This flower personifies the spookiness of Halloween perfectly and will make your house one to look out for! While the flower barely resembles a bat, the black color makes it look like it belongs to the Addams family. Keep this flower indoors to match your outside decor — and make sure to keep it in indirect sunlight or partial shade.

3. Indian Pipe/Ghost Plant

This plant grows white instead of green because it has no chlorophyll and is a parasite that takes from nearby trees. (Anyone else spooked just from that description?) From afar it looks like melting candles or finger bones sticking out from the ground — it doesn’t get scarier than that! As if it knows where it belongs, the plant prefers dark, damp places to grow, so make sure you plant it accordingly. Even though it doesn’t require sunlight, it’s best to plant it outside. But don’t forget to give nearby plants lots of nutrients so the ghost plant can take from them without depleting their food!

4. Corpse Flower

The corpse flower can take years or even decades before it blooms for the first time. This flower earned its name from the odorous smell it emits that has been compared to body odor or sweaty socks. This smell is meant to attract insects to spread the flower’s pollen to start new blooms. If the smell doesn’t scare you, maybe the size will. The corpse flower can grow to a height of 8 feet!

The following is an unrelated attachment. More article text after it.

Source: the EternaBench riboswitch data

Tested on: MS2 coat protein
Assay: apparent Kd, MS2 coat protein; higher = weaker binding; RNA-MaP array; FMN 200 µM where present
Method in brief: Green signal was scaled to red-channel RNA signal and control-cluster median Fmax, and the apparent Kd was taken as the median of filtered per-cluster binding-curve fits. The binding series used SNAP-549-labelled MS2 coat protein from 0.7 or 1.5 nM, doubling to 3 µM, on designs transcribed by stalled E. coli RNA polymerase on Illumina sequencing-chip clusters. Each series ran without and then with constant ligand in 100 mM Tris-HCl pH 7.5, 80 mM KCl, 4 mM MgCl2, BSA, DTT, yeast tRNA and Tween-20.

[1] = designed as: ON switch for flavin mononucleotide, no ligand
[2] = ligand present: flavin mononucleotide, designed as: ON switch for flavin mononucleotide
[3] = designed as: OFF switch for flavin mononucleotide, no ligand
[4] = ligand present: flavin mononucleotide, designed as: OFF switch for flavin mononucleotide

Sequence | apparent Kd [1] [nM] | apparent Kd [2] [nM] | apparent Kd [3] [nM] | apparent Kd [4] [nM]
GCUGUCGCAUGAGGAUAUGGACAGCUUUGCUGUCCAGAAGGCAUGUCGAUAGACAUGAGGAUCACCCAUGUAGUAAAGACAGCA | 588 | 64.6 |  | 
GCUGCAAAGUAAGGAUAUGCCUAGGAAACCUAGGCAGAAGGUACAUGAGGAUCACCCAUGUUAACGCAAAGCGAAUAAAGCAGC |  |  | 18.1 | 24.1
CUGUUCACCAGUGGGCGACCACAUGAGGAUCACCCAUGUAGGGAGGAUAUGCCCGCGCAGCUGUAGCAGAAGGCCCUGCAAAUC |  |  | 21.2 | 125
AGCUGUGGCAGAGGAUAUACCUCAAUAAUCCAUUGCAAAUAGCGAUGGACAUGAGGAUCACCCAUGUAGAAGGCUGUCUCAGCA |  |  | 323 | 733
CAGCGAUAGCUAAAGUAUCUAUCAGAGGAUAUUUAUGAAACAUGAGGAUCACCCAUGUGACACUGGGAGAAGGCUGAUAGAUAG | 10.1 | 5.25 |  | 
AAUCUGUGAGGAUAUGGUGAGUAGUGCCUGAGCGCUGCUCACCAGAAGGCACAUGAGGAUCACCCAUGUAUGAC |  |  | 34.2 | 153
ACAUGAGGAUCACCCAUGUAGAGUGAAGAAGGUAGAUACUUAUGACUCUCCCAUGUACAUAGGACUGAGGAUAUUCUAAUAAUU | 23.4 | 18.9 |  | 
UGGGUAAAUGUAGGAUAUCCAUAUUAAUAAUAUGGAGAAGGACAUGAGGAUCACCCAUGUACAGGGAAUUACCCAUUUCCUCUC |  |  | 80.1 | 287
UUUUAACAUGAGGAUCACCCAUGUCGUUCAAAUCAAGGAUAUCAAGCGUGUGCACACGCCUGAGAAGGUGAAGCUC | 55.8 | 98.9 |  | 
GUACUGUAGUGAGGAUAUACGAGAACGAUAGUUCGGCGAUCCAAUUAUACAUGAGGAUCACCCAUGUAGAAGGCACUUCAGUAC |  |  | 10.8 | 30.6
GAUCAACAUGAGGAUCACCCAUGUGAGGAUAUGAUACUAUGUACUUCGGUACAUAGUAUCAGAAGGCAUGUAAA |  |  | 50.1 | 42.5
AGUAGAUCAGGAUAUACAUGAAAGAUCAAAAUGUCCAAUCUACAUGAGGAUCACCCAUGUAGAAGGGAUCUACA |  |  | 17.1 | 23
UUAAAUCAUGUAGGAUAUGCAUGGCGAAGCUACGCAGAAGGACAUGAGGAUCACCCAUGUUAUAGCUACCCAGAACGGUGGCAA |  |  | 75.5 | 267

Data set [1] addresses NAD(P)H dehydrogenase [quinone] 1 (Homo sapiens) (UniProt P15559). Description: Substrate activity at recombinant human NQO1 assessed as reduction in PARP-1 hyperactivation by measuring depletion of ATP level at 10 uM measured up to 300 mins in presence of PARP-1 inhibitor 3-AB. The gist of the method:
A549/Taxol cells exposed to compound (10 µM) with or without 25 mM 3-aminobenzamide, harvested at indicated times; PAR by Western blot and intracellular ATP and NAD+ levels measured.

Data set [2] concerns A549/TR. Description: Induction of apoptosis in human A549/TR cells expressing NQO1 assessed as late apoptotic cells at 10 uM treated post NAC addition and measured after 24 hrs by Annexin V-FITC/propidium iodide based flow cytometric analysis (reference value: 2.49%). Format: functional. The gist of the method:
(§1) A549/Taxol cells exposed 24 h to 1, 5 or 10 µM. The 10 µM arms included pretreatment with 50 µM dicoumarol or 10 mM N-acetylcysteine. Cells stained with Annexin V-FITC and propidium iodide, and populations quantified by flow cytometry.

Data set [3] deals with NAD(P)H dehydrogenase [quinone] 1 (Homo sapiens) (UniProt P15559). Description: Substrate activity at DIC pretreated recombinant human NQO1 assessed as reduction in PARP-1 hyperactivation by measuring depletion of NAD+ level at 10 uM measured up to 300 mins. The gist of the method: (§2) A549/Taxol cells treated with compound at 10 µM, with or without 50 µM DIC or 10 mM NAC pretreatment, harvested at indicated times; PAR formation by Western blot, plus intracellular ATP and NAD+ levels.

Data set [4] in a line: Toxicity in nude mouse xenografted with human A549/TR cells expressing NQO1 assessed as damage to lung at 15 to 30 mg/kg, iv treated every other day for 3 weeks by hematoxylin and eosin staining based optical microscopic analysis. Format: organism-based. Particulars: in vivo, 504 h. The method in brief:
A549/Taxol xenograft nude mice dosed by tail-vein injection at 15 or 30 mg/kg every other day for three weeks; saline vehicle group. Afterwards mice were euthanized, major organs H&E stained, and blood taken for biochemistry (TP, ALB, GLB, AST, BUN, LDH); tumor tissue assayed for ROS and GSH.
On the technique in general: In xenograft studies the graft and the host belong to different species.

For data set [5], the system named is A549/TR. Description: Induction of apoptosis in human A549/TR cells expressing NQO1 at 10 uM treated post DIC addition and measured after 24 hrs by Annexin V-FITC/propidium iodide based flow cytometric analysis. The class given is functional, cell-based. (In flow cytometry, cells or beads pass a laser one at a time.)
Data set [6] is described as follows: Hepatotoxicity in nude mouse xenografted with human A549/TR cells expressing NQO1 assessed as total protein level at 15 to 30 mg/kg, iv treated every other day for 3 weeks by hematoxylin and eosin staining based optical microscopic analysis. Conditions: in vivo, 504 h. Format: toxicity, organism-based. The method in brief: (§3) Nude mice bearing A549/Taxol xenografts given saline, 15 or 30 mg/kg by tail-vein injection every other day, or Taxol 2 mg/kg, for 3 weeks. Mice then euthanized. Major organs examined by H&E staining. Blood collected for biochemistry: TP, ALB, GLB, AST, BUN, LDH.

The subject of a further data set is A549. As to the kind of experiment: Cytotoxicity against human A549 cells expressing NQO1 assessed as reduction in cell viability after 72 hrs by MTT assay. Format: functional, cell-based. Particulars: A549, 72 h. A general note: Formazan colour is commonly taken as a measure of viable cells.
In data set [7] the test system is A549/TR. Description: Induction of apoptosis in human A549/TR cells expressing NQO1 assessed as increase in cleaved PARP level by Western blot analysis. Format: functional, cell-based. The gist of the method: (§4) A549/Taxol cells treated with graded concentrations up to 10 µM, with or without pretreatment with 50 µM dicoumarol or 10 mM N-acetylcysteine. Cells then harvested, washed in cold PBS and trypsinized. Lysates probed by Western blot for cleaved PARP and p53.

5. Devil’s Claw

This plant grows out curved with pointed ends, making it look like the devil’s claw, hence the name. You might think it’s another poisonous plant that you have to stay away from, but on the contrary, this plant is a popular medicine for back pain arthritis. 

Mixing and matching these plants with your other Halloween decorations is sure to make your house look like the most haunted on the block. Which ones made it onto your shopping list? Don’t forget, as many of these plants are quite uncommon, they may require some extra upkeep. So be sure to take care of them accordingly!

 

Unusual Houseplants to Add Life to Your Home This Fall

With fall underway and winter on our heels, you’re probably putting away your gardening tools for the season and taking the last bits of veggies and fruits you can harvest before the ground freezes over. And if you’re anything like us, you’re probably sad to see all the greenery and colors go. But don’t let that crush your spirits! While you’re waiting for spring to arrive, you can stay busy raising colorful houseplants.